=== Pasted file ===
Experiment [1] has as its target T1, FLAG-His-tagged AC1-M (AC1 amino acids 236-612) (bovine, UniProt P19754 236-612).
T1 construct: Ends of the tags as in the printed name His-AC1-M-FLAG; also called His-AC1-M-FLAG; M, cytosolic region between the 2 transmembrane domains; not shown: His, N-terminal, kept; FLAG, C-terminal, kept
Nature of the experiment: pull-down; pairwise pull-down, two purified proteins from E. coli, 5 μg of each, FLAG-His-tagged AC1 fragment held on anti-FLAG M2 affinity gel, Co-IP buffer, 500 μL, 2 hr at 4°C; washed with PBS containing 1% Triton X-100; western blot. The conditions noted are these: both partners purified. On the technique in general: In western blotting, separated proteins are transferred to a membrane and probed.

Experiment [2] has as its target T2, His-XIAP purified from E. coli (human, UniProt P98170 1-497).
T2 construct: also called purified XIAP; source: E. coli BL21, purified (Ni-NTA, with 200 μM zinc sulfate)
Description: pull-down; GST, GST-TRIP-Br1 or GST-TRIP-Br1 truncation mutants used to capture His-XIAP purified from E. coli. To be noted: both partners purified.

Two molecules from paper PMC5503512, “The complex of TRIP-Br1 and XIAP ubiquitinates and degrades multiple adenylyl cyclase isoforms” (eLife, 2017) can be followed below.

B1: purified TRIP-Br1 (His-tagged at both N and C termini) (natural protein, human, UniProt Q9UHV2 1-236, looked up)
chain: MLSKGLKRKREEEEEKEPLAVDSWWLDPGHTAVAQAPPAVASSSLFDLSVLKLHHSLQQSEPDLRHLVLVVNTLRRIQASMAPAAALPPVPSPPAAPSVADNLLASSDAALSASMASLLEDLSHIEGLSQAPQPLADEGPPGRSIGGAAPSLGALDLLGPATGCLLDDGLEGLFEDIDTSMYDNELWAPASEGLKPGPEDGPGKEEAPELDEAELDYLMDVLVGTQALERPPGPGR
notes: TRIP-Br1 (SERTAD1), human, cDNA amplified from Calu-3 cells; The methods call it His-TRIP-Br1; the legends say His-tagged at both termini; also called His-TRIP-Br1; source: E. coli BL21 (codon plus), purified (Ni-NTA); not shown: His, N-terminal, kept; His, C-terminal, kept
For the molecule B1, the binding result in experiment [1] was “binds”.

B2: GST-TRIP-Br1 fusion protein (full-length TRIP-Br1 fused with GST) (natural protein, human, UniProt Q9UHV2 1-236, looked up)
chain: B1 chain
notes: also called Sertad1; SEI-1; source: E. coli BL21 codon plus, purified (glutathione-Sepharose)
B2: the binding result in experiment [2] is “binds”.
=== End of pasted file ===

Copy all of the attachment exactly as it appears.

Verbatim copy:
Experiment [1] has as its target T1, FLAG-His-tagged AC1-M (AC1 amino acids 236-612) (bovine, UniProt P19754 236-612).
T1 construct: Ends of the tags as in the printed name His-AC1-M-FLAG; also called His-AC1-M-FLAG; M, cytosolic region between the 2 transmembrane domains; not shown: His, N-terminal, kept; FLAG, C-terminal, kept
Nature of the experiment: pull-down; pairwise pull-down, two purified proteins from E. coli, 5 μg of each, FLAG-His-tagged AC1 fragment held on anti-FLAG M2 affinity gel, Co-IP buffer, 500 μL, 2 hr at 4°C; washed with PBS containing 1% Triton X-100; western blot. The conditions noted are these: both partners purified. On the technique in general: In western blotting, separated proteins are transferred to a membrane and probed.

Experiment [2] has as its target T2, His-XIAP purified from E. coli (human, UniProt P98170 1-497).
T2 construct: also called purified XIAP; source: E. coli BL21, purified (Ni-NTA, with 200 μM zinc sulfate)
Description: pull-down; GST, GST-TRIP-Br1 or GST-TRIP-Br1 truncation mutants used to capture His-XIAP purified from E. coli. To be noted: both partners purified.

Two molecules from paper PMC5503512, “The complex of TRIP-Br1 and XIAP ubiquitinates and degrades multiple adenylyl cyclase isoforms” (eLife, 2017) can be followed below.

B1: purified TRIP-Br1 (His-tagged at both N and C termini) (natural protein, human, UniProt Q9UHV2 1-236, looked up)
chain: MLSKGLKRKREEEEEKEPLAVDSWWLDPGHTAVAQAPPAVASSSLFDLSVLKLHHSLQQSEPDLRHLVLVVNTLRRIQASMAPAAALPPVPSPPAAPSVADNLLASSDAALSASMASLLEDLSHIEGLSQAPQPLADEGPPGRSIGGAAPSLGALDLLGPATGCLLDDGLEGLFEDIDTSMYDNELWAPASEGLKPGPEDGPGKEEAPELDEAELDYLMDVLVGTQALERPPGPGR
notes: TRIP-Br1 (SERTAD1), human, cDNA amplified from Calu-3 cells; The methods call it His-TRIP-Br1; the legends say His-tagged at both termini; also called His-TRIP-Br1; source: E. coli BL21 (codon plus), purified (Ni-NTA); not shown: His, N-terminal, kept; His, C-terminal, kept
For the molecule B1, the binding result in experiment [1] was “binds”.

B2: GST-TRIP-Br1 fusion protein (full-length TRIP-Br1 fused with GST) (natural protein, human, UniProt Q9UHV2 1-236, looked up)
chain: B1 chain
notes: also called Sertad1; SEI-1; source: E. coli BL21 codon plus, purified (glutathione-Sepharose)
B2: the binding result in experiment [2] is “binds”.